Microsoft Under Microscope Over Azure Outage

Microsoft's Windows Azure suffered its first major downtime over the weekend as users were unable to access the development platform for cloud-based applications for about 22 hours.

Although Azure isn't even a beta yet -- Microsoft offers it to testers as a Community Technology Preview -- the software giant's response to the outage is being closely watched, both by Microsoft partners who are staking future business on Azure and competitors eager for any shred of evidence that shows Microsoft isn't ready for the rigors of cloud computing.

On Friday night, Azure users began reporting that applications had become unreachable and were entering "stopped" or "initializing" states for extended periods. Steve Marx, a member of Microsoft's Azure team, acknowledged the outage in a post to the Windows Azure forums on MSDN and said Microsoft was working on a fix.

Around 3 p.m. Saturday, Marx said Microsoft had identified a recovery process and was applying it throughout the cloud, but noted that the fix would require five hours to take effect. Azure was back online by 8:30 p.m. Saturday, but some partners feel Microsoft should have done more than communicate the issue through an online forum posting.

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Michele Leroux Bustamante, a Microsoft MVP for Connected Systems and chief architect with IDesign, a Los Gatos, Calif.-based software consulting firm, says while it isn't fair to measure the Azure CTP against or Amazon, a production service that goes down for 22 hours without reasonable notification would constitute a major outage.

"I think they made a mistake by not notifying the community in advance, which seems like a fairly easy thing to do and does not inspire confidence," Leroux Bustamante said.

Microsoft certainly isn't alone in suffering cloud service outages -- and Amazon have each had their fair share -- but in an industry where "five-nines" (99.999 percent uptime) means your service can only be down for five minutes per year, every Azure outage will no doubt be met with intense scrutiny from customers and howls of criticism from Microsoft bashers.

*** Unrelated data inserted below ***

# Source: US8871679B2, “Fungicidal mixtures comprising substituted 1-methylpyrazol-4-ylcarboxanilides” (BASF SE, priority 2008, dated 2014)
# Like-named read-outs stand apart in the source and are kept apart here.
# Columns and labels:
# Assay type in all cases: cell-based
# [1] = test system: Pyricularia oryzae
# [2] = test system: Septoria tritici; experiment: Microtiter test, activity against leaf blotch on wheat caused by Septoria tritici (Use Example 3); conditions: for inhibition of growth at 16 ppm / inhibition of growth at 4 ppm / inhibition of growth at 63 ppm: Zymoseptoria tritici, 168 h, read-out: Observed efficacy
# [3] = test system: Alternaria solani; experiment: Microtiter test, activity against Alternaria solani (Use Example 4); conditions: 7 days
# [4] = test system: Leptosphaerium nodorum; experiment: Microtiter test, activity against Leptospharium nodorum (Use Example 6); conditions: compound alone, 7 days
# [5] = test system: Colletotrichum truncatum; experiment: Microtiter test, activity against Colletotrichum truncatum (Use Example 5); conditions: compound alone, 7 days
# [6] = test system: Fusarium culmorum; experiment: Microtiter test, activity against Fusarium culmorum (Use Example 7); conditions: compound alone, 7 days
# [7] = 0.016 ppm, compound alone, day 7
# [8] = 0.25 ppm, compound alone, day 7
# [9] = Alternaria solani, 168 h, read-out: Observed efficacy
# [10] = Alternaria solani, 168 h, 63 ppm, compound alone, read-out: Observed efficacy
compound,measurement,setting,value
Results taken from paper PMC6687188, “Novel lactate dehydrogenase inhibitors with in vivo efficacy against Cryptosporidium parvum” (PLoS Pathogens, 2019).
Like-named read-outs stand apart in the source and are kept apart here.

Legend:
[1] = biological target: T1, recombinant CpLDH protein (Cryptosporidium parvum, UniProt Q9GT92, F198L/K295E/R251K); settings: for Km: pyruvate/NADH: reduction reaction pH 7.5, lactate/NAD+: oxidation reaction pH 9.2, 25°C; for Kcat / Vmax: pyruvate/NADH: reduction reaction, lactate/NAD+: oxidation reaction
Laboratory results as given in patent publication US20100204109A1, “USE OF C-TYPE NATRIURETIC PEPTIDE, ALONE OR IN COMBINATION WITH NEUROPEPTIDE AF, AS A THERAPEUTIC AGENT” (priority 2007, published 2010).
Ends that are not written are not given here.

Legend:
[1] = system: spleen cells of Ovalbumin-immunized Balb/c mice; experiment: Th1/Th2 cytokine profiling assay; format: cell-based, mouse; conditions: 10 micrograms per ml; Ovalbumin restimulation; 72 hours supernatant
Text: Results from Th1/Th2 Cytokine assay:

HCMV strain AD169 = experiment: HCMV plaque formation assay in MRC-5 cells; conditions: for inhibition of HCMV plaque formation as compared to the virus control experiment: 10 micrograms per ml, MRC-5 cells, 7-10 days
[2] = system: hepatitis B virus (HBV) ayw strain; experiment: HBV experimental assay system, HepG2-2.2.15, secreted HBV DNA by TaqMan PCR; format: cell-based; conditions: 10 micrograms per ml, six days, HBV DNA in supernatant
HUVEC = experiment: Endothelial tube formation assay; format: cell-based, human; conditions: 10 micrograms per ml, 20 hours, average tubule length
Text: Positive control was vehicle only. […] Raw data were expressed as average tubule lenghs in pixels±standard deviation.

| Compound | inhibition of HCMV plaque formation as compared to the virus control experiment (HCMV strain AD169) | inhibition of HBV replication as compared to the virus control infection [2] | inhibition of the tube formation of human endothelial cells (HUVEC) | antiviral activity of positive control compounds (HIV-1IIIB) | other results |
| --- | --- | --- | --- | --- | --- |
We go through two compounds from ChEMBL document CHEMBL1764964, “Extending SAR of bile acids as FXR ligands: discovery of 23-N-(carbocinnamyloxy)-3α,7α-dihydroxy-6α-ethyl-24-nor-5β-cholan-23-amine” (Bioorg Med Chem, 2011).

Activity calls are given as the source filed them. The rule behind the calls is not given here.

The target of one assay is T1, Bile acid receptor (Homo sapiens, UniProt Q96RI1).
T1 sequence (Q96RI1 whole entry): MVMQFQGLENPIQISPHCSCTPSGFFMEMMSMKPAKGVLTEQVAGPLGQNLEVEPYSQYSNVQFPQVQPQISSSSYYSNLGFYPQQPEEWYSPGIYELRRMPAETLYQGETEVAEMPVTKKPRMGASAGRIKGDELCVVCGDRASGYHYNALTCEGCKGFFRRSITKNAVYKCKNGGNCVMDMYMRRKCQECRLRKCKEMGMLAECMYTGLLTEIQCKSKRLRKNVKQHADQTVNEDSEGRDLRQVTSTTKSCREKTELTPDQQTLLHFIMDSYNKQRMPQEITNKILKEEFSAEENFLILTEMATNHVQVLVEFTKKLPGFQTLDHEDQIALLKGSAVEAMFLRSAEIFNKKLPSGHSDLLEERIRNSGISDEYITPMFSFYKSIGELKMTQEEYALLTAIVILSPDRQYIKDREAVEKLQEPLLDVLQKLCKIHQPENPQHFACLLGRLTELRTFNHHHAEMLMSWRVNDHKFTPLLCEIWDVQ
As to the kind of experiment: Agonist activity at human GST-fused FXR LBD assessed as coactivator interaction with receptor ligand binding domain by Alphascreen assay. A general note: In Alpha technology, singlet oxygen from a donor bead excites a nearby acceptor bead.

Microsoft hasn't yet delivered its SLA or pricing strategy for Azure, but outages are part of the reality of cloud computing today, and more can be expected, notes Tim Huckaby, CEO of InterKnowlogy, a Microsoft Gold partner in Carlsbad, Calif. "Microsoft should really be more proactive [about] these outages. Posting updates on the MSDN forums won't be enough for when Azure is in production," he said.

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Microsoft is "doing the community a great service" by allowing access to Azure during the CTP phase, but the fact is that some people are going to judge Microsoft when Azure outages occur, Leroux Bustamante said.

"This is a new space for Microsoft -- hosting applications and services -- and in order to inspire trust, they must behave now as if they are in production. Otherwise, they run the risk of people forming negative opinions based on the CTP," Leroux Bustamante said, adding that this could impact the number of early adopters on the Azure platform.

Microsoft has said it'll be ready to bring Azure to market by the time its Professional Developer Conference rolls around in November. Executives have revealed only that Azure pricing will be "very competitive" with existing cloud-based application development offerings and will employ a consumption-based business model.

When Azure is ready for production, Microsoft would be wise to implement an "opt-in" notification mechanism to inform users of maintenance downtime and other problems, according to Huckaby. "They should be as honest as possible in the notification -- if software pulls down the entire system and you are paying for it, you deserve to know the truth," he said.

Another policy that Microsoft needs to adopt with Azure is to offer a detailed "post-mortem" on each outage that includes as much information as possible on its cause and what steps Microsoft will take to avoid a recurrence, Huckaby said.

That's exactly what one Azure tester asked for in a post to the MSDN forum about the outage. Marx responded that the Azure team would conduct a root cause analysis and issue a summary, but probably not until after Microsoft's MIX 09 conference, which is being held from March 18 to 20 in Las Vegas.

But that apparently wasn't soon enough for Roger Jennings, an independent .Net developer and principal consultant of OakLeaf Systems, Oakland, Calif., who in a subsequent forum post urged Marx to explain the Azure outage sooner rather than later. His words accurately convey the expectations Microsoft will need to meet when Azure hits production environments.

"If you don't want to spend all your time at MIX 09 answering questions about the outage, I'd suggest posting the explanation before Wednesday," Jennings wrote.